Neuronal Cell Death Induced by Mechanical Percussion Trauma in Cultured Neurons is not Preceded by Alterations in Glucose, Lactate and Glutamine Metabolism

A. R. Jayakumar, L. K. Bak, K. V. Rama Rao, H. S. Waagepetersen, A. Schousboe, Michael D Norenberg

Research output: Contribution to journalArticle

5 Citations (Scopus)

Abstract

Traumatic brain injury (TBI) is a devastating neurological disorder that usually presents in acute and chronic forms. Brain edema and associated increased intracranial pressure in the early phase following TBI are major consequences of acute trauma. On the other hand, neuronal injury, leading to neurobehavioral and cognitive impairments, that usually develop months to years after single or repetitive episodes of head trauma, are major consequences of chronic TBI. The molecular mechanisms responsible for TBI-induced injury, however, are unclear. Recent studies have suggested that early mitochondrial dysfunction and subsequent energy failure play a role in the pathogenesis of TBI. We therefore examined whether oxidative metabolism of 13C-labeled glucose, lactate or glutamine is altered early following in vitro mechanical percussion-induced trauma (5 atm) to neurons (4–24 h), and whether such events contribute to the development of neuronal injury. Cell viability was assayed using the release of the cytoplasmic enzyme lactate dehydrogenase (LDH), together with fluorescence-based cell staining (calcein and ethidium homodimer-1 for live and dead cells, respectively). Trauma had no effect on the LDH release in neurons from 1 to 18 h. However, a significant increase in LDH release was detected at 24 h after trauma. Similar findings were identified when traumatized neurons were stained with fluorescent markers. Additionally 13C-labeling of glutamate showed a small, but statistically significant decrease at 14 h after trauma. However, trauma had no effect on the cycling ratio of the TCA cycle at any time-period examined. These findings indicate that trauma does not cause a disturbance in oxidative metabolism of any of the substrates used for neurons. Accordingly, such metabolic disturbance does not appear to contribute to the neuronal death in the early stages following trauma.

Original languageEnglish (US)
Pages (from-to)1-9
Number of pages9
JournalNeurochemical Research
DOIs
StateAccepted/In press - Jan 4 2016

Fingerprint

Percussion
Cell death
Glutamine
Metabolism
Neurons
Lactic Acid
Brain
Cell Death
Glucose
Wounds and Injuries
L-Lactate Dehydrogenase
Chronic Brain Injury
Labeling
Glutamic Acid
Hand Injuries
Fluorescence
Cells
Brain Edema
Intracranial Pressure
Nervous System Diseases

Keywords

  • Cell death
  • GC–MS
  • Neuron
  • Oxidative metabolism
  • Traumatic brain injury

ASJC Scopus subject areas

  • Cellular and Molecular Neuroscience
  • Biochemistry

Cite this

Neuronal Cell Death Induced by Mechanical Percussion Trauma in Cultured Neurons is not Preceded by Alterations in Glucose, Lactate and Glutamine Metabolism. / Jayakumar, A. R.; Bak, L. K.; Rama Rao, K. V.; Waagepetersen, H. S.; Schousboe, A.; Norenberg, Michael D.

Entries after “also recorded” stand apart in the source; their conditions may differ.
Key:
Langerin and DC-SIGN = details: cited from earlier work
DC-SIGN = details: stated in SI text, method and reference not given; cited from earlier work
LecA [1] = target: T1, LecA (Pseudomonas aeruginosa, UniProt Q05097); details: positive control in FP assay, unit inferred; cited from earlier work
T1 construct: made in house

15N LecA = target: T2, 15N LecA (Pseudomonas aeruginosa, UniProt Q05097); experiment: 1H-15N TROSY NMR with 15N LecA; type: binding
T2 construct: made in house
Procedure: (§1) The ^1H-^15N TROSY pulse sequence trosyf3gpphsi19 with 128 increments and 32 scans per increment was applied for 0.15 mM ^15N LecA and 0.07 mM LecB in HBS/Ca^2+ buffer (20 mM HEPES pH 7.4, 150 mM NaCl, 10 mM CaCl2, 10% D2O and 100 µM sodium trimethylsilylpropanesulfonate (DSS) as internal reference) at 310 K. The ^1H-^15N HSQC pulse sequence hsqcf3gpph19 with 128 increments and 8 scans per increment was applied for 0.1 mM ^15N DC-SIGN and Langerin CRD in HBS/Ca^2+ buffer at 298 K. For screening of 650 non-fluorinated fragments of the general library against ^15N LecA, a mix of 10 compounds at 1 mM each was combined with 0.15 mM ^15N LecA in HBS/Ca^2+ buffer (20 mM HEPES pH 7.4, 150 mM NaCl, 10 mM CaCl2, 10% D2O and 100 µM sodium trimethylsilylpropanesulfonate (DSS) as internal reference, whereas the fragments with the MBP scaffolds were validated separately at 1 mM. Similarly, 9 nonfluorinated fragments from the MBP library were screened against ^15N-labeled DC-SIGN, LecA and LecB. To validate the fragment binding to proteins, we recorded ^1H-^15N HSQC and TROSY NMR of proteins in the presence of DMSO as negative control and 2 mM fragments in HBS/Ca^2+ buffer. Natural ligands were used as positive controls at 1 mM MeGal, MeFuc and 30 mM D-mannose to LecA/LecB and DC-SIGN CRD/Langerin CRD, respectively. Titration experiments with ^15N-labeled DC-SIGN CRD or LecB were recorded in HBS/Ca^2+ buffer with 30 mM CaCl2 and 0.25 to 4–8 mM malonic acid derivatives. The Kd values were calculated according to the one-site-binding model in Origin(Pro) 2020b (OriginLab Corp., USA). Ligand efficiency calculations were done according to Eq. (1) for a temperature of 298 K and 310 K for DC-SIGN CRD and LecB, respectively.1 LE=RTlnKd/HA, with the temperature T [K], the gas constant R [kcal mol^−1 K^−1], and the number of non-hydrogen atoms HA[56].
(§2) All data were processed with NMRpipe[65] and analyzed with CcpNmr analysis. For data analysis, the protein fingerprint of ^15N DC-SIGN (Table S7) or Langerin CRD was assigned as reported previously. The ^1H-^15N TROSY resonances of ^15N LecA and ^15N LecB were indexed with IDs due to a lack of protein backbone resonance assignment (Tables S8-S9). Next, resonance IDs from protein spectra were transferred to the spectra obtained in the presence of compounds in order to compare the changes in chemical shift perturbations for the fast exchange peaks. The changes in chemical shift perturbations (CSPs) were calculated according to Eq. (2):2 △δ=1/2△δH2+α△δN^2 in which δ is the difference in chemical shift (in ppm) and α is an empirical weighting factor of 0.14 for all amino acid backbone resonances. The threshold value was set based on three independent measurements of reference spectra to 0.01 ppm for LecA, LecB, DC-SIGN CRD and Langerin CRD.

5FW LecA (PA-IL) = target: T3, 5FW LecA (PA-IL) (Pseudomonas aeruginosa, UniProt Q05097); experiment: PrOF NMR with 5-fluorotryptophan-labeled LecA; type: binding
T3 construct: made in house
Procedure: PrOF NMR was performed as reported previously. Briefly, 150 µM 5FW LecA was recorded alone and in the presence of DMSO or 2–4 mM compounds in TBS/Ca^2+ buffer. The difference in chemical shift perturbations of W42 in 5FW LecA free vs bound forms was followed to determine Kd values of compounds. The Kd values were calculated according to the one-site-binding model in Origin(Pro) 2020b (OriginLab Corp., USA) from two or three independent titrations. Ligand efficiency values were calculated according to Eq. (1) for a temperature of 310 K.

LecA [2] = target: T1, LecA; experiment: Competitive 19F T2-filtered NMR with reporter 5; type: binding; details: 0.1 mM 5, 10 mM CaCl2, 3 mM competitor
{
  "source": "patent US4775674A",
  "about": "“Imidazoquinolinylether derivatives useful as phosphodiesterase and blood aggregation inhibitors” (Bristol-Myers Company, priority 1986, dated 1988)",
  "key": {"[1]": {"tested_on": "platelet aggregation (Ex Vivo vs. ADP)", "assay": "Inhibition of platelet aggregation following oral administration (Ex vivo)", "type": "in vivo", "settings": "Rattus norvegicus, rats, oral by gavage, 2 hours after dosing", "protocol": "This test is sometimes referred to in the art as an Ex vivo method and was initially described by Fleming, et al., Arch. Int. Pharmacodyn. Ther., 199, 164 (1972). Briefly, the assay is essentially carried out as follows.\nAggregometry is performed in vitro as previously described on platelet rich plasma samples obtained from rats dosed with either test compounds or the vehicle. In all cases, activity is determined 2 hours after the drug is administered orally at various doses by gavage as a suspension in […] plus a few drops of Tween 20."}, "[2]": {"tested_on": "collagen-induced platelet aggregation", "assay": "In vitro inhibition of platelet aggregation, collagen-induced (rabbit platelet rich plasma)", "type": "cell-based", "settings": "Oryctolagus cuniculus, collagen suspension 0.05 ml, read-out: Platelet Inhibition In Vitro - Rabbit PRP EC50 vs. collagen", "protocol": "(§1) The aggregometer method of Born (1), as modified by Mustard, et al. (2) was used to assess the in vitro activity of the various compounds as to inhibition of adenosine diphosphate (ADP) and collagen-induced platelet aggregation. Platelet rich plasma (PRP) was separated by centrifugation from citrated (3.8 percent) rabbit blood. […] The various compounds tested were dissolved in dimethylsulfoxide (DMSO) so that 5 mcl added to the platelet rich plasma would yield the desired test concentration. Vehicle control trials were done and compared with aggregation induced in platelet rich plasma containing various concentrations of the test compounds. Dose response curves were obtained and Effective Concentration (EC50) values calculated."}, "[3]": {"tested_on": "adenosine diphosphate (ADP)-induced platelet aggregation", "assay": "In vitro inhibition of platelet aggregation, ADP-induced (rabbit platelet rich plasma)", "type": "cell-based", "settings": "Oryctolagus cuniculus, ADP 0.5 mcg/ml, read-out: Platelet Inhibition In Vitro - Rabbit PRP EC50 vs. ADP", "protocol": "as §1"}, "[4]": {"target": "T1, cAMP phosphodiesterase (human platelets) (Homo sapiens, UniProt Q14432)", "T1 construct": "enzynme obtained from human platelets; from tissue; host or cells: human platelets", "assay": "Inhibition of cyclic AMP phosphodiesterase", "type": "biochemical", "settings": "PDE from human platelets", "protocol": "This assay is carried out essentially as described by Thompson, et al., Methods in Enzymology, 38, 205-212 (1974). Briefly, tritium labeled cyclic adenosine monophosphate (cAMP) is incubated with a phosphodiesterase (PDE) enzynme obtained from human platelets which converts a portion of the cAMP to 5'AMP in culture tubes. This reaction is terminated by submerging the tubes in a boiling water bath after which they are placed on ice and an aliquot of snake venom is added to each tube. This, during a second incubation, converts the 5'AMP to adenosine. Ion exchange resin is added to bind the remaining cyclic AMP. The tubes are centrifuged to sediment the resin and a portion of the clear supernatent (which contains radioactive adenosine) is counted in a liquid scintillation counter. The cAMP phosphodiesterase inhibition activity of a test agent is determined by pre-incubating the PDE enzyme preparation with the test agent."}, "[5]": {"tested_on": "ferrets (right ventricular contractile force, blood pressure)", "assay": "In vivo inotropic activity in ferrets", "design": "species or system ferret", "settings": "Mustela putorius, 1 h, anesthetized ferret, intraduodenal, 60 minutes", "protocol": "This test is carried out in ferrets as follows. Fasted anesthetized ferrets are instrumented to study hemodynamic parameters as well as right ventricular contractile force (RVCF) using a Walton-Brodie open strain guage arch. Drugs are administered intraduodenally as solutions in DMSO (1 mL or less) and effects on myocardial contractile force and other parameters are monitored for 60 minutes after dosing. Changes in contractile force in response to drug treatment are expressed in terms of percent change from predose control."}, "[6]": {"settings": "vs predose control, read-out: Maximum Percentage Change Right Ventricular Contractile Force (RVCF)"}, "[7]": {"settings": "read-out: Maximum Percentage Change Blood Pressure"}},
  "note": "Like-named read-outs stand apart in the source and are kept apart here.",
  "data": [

In: Neurochemical Research, 04.01.2016, p. 1-9.

Research output: Contribution to journalArticle

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abstract = "Traumatic brain injury (TBI) is a devastating neurological disorder that usually presents in acute and chronic forms. Brain edema and associated increased intracranial pressure in the early phase following TBI are major consequences of acute trauma. On the other hand, neuronal injury, leading to neurobehavioral and cognitive impairments, that usually develop months to years after single or repetitive episodes of head trauma, are major consequences of chronic TBI. The molecular mechanisms responsible for TBI-induced injury, however, are unclear. Recent studies have suggested that early mitochondrial dysfunction and subsequent energy failure play a role in the pathogenesis of TBI. We therefore examined whether oxidative metabolism of 13C-labeled glucose, lactate or glutamine is altered early following in vitro mechanical percussion-induced trauma (5 atm) to neurons (4–24 h), and whether such events contribute to the development of neuronal injury. Cell viability was assayed using the release of the cytoplasmic enzyme lactate dehydrogenase (LDH), together with fluorescence-based cell staining (calcein and ethidium homodimer-1 for live and dead cells, respectively). Trauma had no effect on the LDH release in neurons from 1 to 18 h. However, a significant increase in LDH release was detected at 24 h after trauma. Similar findings were identified when traumatized neurons were stained with fluorescent markers. Additionally 13C-labeling of glutamate showed a small, but statistically significant decrease at 14 h after trauma. However, trauma had no effect on the cycling ratio of the TCA cycle at any time-period examined. These findings indicate that trauma does not cause a disturbance in oxidative metabolism of any of the substrates used for neurons. Accordingly, such metabolic disturbance does not appear to contribute to the neuronal death in the early stages following trauma.",
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